Special Report

How Seasons and the Weather Affect Crime Trends

May 11, 2022 by Sarah Edwards in Special Report  
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Is there a Correlation between Weather and Crime?

Did you know that hot weather and crime tend to go hand in hand? After a vast number of studies on this topic, this conclusion has been reached in multiple countries, including the United States, England, Wales, and New Zealand.

Here’s how a hot summer in LA can lead to crime trends going off the charts.

Countless Studies Reach the Same Conclusion

According to the U.S. Bureau of Justice Statistics, people are much more likely to be victims of violent crimes during the summer months. Almost every available study on the topic comes to the same conclusion: crime rates tend to go up as the weather gets hotter.

Criminologists, for example, have been aware for decades that murders and violent crimes are more frequent during hot summer months. Some research even specifies that crime rates increase during hotter days, regardless of the season.

The Chicago Data Portal, for example, shows statistics that support that the intensity of several different types of criminal activity correlates highly with certain weather conditions. They found that criminals are influenced by the weather, specifying that warm air, warm temperatures, and clear skies align with most types of criminal activities.

Statistics from Chicago Data Portal also show that criminal damage and air temperature appear to have the highest correlation (correlation coefficient: 0.84) among the different types of crime and weather indicators available in the data sample.

Instances of criminal damage are also highly negatively correlated with cloudy conditions (-0.8). This means people are less likely to commit crimes that involve property damage on cloudy days.

Another study used crime and temperature data from the city of Los Angeles. The authors of the study found that higher temperatures led to more crime. Days that reached a maximum temperature of 75 degrees Fahrenheit, in particular, experienced 1.72% more crime.

The LA-based study also found that the heat-crime relationship is significantly stronger in neighborhoods with higher levels of poverty. Along with high temperatures, the age of buildings in the neighborhood and urban greenery are also strongly correlated with a crime increase.

Most experts tie in the fact that heat leads to aggressive behaviors with other factors like an increase in daylight hours, young people being out of school, and more foot traffic in general outside of homes.

When it comes to the mostly sunny climate in Southern California, you need to be particularly careful to avoid becoming a victim of crime.

How Are Hot Weather and Higher Crime Trends Linked?

Researchers repeatedly find that violent crimes tend to increase in hot weather. This is true in both laboratory-based research and real-world observational studies. But how does hot weather lead to crime? The following two theories try to answer that question.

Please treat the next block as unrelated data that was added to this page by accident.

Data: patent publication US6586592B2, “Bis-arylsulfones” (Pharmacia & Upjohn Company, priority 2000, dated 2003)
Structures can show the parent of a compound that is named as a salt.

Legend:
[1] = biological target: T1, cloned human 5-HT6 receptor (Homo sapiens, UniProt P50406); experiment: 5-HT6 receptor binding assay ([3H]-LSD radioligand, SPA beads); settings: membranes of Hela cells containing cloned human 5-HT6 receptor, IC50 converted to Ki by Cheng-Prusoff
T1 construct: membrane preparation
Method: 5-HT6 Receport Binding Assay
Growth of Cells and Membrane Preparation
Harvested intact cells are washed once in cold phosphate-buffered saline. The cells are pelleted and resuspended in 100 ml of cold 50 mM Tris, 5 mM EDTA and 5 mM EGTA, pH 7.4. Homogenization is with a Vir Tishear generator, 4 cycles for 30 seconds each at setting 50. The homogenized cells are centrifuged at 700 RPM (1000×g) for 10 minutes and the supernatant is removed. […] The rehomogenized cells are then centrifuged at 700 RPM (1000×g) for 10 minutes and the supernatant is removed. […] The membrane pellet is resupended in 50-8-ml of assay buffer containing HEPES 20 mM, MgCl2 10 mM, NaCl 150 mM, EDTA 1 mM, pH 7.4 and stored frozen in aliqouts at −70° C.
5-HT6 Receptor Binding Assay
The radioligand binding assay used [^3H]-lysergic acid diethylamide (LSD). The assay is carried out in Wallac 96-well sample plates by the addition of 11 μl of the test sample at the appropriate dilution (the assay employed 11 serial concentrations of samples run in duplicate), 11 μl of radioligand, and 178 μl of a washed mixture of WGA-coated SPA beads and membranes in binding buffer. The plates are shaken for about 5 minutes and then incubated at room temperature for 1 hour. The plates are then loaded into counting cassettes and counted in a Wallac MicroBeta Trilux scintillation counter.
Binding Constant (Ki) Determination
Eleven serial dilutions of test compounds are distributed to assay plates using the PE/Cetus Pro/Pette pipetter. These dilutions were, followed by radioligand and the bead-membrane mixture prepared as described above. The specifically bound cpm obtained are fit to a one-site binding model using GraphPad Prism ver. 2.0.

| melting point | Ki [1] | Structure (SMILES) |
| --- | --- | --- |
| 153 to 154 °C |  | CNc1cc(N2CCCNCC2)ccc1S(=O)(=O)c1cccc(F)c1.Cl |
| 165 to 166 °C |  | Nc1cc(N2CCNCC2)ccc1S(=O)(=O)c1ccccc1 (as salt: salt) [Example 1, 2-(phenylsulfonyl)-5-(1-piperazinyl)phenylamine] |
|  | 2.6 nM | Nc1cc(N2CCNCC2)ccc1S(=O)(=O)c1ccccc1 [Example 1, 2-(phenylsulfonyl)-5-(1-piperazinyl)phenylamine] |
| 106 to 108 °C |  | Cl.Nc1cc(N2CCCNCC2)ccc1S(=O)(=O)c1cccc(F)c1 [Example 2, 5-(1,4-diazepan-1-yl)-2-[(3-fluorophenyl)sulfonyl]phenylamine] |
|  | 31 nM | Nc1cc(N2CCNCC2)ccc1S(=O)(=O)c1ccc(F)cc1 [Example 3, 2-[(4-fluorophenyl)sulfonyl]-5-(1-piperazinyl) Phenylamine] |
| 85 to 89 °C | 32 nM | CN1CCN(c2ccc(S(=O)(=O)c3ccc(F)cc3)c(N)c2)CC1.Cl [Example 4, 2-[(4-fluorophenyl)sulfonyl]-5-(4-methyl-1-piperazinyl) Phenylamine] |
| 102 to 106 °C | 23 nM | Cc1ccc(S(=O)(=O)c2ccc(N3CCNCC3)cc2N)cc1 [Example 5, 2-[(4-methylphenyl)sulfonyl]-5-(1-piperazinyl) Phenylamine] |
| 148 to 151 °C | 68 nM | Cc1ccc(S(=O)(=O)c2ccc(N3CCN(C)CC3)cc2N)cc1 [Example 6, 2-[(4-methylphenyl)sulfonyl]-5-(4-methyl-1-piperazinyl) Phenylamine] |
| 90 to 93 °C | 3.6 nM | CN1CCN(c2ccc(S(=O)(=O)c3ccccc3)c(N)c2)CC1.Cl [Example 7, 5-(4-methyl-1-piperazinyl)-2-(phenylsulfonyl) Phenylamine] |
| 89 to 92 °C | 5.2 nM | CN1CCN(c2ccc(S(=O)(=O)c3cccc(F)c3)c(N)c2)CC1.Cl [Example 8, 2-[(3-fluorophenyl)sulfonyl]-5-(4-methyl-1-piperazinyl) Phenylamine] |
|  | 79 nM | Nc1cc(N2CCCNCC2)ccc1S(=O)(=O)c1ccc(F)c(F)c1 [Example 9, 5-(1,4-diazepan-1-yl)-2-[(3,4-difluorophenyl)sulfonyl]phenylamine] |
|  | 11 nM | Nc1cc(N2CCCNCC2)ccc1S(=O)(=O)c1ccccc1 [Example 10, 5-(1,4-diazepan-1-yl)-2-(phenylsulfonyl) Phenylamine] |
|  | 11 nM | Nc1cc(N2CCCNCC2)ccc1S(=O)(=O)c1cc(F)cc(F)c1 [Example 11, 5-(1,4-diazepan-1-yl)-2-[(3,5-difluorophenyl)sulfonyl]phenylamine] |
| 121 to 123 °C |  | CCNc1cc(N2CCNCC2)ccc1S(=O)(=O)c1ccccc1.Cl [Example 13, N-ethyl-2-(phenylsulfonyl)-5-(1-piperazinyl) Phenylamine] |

Theory #1: The Routine Activity Hypothesis

The routine activity theory claims that violent crime goes up as the temperature goes up due to the enhanced interaction among the public in outdoor settings.

Warm temperatures allow for more people to be outside their homes more often, thus having more chances for social interaction. In turn, this allows more opportunities for those social interactions to end sour and end in confrontations.

There is an abundance of data that supports the routine activity hypothesis. Crime might also increase in the summer because there are more opportunities for crime in that season. During the summer, most people tend to leave their windows open for long periods of time and also tend to be away from home more often.

Some studies have also noted that since most schools are not in session during the summer months, an increased number of young people are on the streets. Males under 25 are reportedly more likely to commit crimes than older men.

Additionally, when cars are parked in garages and most people are out on vacations, crimes such as robberies and car thefts are more likely to increase.

Theory #2: The General Aggression or Temperature Aggression Hypothesis

The temperature aggression hypothesis suggests that higher temperatures make people more irritated and, therefore, more aggressive.

This hypothesis claims that uncomfortable temperatures can cause significant increases in aggressive motivation and, under the right set of conditions, aggressive behavior. It also states that the effects of heat are both direct and indirect.

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Feeling the Heat? We Can Help

It’s crucial to remember that no theory is set in stone, and the following are also connected to the way that a person behaves and reacts:

  • Demographic factors
  • Socioeconomic status
  • Cognitive capabilities
  • Personality
  • Biological factors

What we do know, however, is that hot weather affects crime trends, thus increasing your chance of needing an attorney.

Contact the Esfandi Law Group to schedule a free consultation today. Our team is here to help you with all of your legal needs in LA and Orange County.

Need an Attorney? CALL NOW: 310-274-6529

Seppi Esfandi is an Expert Criminal Defense Attorney who has over 21 years of practice defending a variety of cases.

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